Embracing My Identity with New Language


Where are you in this book? Why are you writing this now? These two questions from my dear friend and poetry buddy, Jennifer Martelli, came in response to the first draft of my new collection, Transitory (BOA Editions, Ltd, 2023). In its first iteration, it was a collection of documentary epistolary poems, elegies for 46 trans and gender nonconforming people murdered in 2020. As it stood, there was too much distance in the collection between me and my subjects. Those two questions did more than deepen and expand the book. They moved me from the outside as an observer to the inside, as a participant. They began a long overdue process of redefining my understanding of my gender.

To explicate this shift, I have to take you with me back in time. I came out formally in the summer of 1976, before the start of my junior year in college. I had just turned 21. What prompted this revelation was that I fell in love with a young woman, who was also my co-worker. I’ll refer to her here as ‘D.’ I use the word woman to indicate here a person assigned female at birth (AFAB). It’s been many decades since we knew each other, so I have no idea how she identifies now. At the time, she was a rangy, expansive personality. My mother sensed the ways D was different, butch, queer. And she confronted me one Sunday afternoon about this person and my seeming disinterest in men, pressuring me to confess my queerness. I’d never kept a secret from my parents; it was not part of our family culture. My mother’s response, to my relief (because of her honesty), was: I’m happy you feel better now that you’ve ruined your family. I now have a whole new manuscript unpacking the role of family and community in shaming and shaping my emergent sexual and gender expression.

I say I came out formally at that time because I had long since come out to myself one summer afternoon in elementary school while riding my bike. I can still see the scene as if it were yesterday: The purple bike with its chopper handlebars and white banana seat. The sidewalk pushed up by street-side trees that threw the shade where I stopped, bike between my bare thighs when I had this thought: I’ll probably be a homosexual when I grow up. Those exact words. Where did they come from?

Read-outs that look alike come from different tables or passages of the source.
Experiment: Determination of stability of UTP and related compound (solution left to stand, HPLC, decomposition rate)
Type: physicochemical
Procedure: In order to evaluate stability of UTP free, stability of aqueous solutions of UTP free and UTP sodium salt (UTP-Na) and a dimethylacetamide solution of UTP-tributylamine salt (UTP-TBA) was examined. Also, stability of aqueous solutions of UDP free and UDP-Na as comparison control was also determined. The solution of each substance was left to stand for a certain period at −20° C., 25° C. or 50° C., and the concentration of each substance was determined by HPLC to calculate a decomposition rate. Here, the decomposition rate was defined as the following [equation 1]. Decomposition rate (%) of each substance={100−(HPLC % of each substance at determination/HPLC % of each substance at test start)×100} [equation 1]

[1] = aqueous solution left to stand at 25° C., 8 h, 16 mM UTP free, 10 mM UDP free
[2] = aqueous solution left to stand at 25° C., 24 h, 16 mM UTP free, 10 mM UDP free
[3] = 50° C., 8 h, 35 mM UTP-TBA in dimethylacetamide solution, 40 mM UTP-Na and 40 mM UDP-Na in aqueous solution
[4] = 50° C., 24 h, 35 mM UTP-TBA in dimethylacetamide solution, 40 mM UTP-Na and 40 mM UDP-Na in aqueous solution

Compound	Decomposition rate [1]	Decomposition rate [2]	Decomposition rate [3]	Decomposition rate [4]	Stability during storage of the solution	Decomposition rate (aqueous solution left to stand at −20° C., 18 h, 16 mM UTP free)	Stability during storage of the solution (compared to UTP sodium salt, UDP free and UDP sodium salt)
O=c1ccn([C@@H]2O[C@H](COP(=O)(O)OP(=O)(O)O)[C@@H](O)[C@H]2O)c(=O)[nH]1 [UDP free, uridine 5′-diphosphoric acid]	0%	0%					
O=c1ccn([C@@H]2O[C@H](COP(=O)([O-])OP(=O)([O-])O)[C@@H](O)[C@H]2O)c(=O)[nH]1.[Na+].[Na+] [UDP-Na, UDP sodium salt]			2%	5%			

What I’ve always known is that I’ve never identified as female. Early in my life, this was just how I was. In my mind, I was a boy. My best friend was a boy. I wanted to be a boy. Over time, I came to believe that this wasn’t okay; it was, in fact, shameful. As I grew closer to puberty it was as if everyone I knew— friends, neighbors, and family— began to criticize me, to shame me for how I was. “If you don’t stop wanting to be a boy, you’ll turn into one,” they would say. As if! But in the messages was the implicit assumption that I shouldn’t want that.

All the poems in my new manuscript unpack the unfolding that came from Jenn’s questions. The pandemic coincided for me with an increased awareness of new ways to express my gender identity. My partner’s youngest adult child who has identified as trans feminine for years began using they/them pronouns, which I — the old, retired English prof that I was — found challenging to understand. It brought up a number of conversations with my partner about our own gender identities. Even as I have always known myself otherwise, I thought I was cisgender and Queer.

It was a group of sixth graders at the local middle school who really brought home to me the realization of being nonbinary. For the past number of years, I’ve taught poetry in the local school district. Post-pandemic, there was a new teacher, and a cohort that I had known when they were all kindergarteners at a private elementary school where I worked. Like many of his colleagues, the new teacher didn’t have much familiarity with contemporary poets and poetry, and was assigning a project to study a poet and write some poems and an essay on them. He suggested having the students search on Google. I had an immediate and powerful fear response at this suggestion that made me confront how much homophobia and shame I had experienced as a public-school teacher. I was afraid that kids would find Queer poets and poetry and that parents would complain. I would get in trouble!